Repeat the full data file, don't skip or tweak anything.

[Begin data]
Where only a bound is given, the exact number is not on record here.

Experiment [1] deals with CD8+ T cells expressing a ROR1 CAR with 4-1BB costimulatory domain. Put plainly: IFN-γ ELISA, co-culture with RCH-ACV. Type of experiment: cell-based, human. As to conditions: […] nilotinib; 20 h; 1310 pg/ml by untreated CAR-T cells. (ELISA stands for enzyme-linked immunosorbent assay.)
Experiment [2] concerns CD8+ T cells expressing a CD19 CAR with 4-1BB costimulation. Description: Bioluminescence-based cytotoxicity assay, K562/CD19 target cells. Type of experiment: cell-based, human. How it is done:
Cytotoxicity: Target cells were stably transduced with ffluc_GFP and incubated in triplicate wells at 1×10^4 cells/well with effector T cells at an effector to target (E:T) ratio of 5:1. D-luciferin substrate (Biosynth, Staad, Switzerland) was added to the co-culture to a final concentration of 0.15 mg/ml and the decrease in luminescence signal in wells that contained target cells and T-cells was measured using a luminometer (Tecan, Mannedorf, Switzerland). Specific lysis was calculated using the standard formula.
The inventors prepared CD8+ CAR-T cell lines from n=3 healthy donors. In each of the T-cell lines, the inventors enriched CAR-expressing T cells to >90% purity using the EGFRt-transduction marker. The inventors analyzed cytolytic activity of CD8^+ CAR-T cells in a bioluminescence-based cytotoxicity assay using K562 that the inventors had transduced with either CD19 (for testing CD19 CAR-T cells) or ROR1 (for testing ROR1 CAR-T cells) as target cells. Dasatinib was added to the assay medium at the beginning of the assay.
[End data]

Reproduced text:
Where only a bound is given, the exact number is not on record here.

Experiment [1] deals with CD8+ T cells expressing a ROR1 CAR with 4-1BB costimulatory domain. Put plainly: IFN-γ ELISA, co-culture with RCH-ACV. Type of experiment: cell-based, human. As to conditions: […] nilotinib; 20 h; 1310 pg/ml by untreated CAR-T cells. (ELISA stands for enzyme-linked immunosorbent assay.)
Experiment [2] concerns CD8+ T cells expressing a CD19 CAR with 4-1BB costimulation. Description: Bioluminescence-based cytotoxicity assay, K562/CD19 target cells. Type of experiment: cell-based, human. How it is done:
Cytotoxicity: Target cells were stably transduced with ffluc_GFP and incubated in triplicate wells at 1×10^4 cells/well with effector T cells at an effector to target (E:T) ratio of 5:1. D-luciferin substrate (Biosynth, Staad, Switzerland) was added to the co-culture to a final concentration of 0.15 mg/ml and the decrease in luminescence signal in wells that contained target cells and T-cells was measured using a luminometer (Tecan, Mannedorf, Switzerland). Specific lysis was calculated using the standard formula.
The inventors prepared CD8+ CAR-T cell lines from n=3 healthy donors. In each of the T-cell lines, the inventors enriched CAR-expressing T cells to >90% purity using the EGFRt-transduction marker. The inventors analyzed cytolytic activity of CD8^+ CAR-T cells in a bioluminescence-based cytotoxicity assay using K562 that the inventors had transduced with either CD19 (for testing CD19 CAR-T cells) or ROR1 (for testing ROR1 CAR-T cells) as target cells. Dasatinib was added to the assay medium at the beginning of the assay.